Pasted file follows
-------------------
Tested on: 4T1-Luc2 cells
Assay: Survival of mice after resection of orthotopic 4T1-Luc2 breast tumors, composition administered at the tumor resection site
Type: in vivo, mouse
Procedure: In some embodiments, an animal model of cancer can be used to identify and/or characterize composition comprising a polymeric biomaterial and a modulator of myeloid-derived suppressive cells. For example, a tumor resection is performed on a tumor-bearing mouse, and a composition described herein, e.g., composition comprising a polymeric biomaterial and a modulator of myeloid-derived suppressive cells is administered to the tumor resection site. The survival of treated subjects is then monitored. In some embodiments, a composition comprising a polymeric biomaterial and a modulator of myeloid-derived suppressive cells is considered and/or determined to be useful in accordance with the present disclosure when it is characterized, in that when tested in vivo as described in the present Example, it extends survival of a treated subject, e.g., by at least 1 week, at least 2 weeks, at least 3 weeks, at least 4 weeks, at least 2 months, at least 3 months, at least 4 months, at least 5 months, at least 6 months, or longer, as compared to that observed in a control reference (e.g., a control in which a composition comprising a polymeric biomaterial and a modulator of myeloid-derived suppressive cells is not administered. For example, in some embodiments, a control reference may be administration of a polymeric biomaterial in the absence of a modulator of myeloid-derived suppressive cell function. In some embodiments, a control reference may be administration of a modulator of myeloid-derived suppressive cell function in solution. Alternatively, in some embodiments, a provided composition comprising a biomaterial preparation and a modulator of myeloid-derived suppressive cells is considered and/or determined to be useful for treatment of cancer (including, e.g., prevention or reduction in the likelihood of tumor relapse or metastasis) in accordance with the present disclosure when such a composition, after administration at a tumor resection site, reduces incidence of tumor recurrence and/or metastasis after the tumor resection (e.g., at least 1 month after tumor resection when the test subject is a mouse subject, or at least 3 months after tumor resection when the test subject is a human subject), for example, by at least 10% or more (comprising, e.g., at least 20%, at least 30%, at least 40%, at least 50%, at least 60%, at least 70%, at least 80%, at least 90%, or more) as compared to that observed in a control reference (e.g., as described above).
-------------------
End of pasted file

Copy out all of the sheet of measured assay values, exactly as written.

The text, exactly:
Tested on: 4T1-Luc2 cells
Assay: Survival of mice after resection of orthotopic 4T1-Luc2 breast tumors, composition administered at the tumor resection site
Type: in vivo, mouse
Procedure: In some embodiments, an animal model of cancer can be used to identify and/or characterize composition comprising a polymeric biomaterial and a modulator of myeloid-derived suppressive cells. For example, a tumor resection is performed on a tumor-bearing mouse, and a composition described herein, e.g., composition comprising a polymeric biomaterial and a modulator of myeloid-derived suppressive cells is administered to the tumor resection site. The survival of treated subjects is then monitored. In some embodiments, a composition comprising a polymeric biomaterial and a modulator of myeloid-derived suppressive cells is considered and/or determined to be useful in accordance with the present disclosure when it is characterized, in that when tested in vivo as described in the present Example, it extends survival of a treated subject, e.g., by at least 1 week, at least 2 weeks, at least 3 weeks, at least 4 weeks, at least 2 months, at least 3 months, at least 4 months, at least 5 months, at least 6 months, or longer, as compared to that observed in a control reference (e.g., a control in which a composition comprising a polymeric biomaterial and a modulator of myeloid-derived suppressive cells is not administered. For example, in some embodiments, a control reference may be administration of a polymeric biomaterial in the absence of a modulator of myeloid-derived suppressive cell function. In some embodiments, a control reference may be administration of a modulator of myeloid-derived suppressive cell function in solution. Alternatively, in some embodiments, a provided composition comprising a biomaterial preparation and a modulator of myeloid-derived suppressive cells is considered and/or determined to be useful for treatment of cancer (including, e.g., prevention or reduction in the likelihood of tumor relapse or metastasis) in accordance with the present disclosure when such a composition, after administration at a tumor resection site, reduces incidence of tumor recurrence and/or metastasis after the tumor resection (e.g., at least 1 month after tumor resection when the test subject is a mouse subject, or at least 3 months after tumor resection when the test subject is a human subject), for example, by at least 10% or more (comprising, e.g., at least 20%, at least 30%, at least 40%, at least 50%, at least 60%, at least 70%, at least 80%, at least 90%, or more) as compared to that observed in a control reference (e.g., as described above).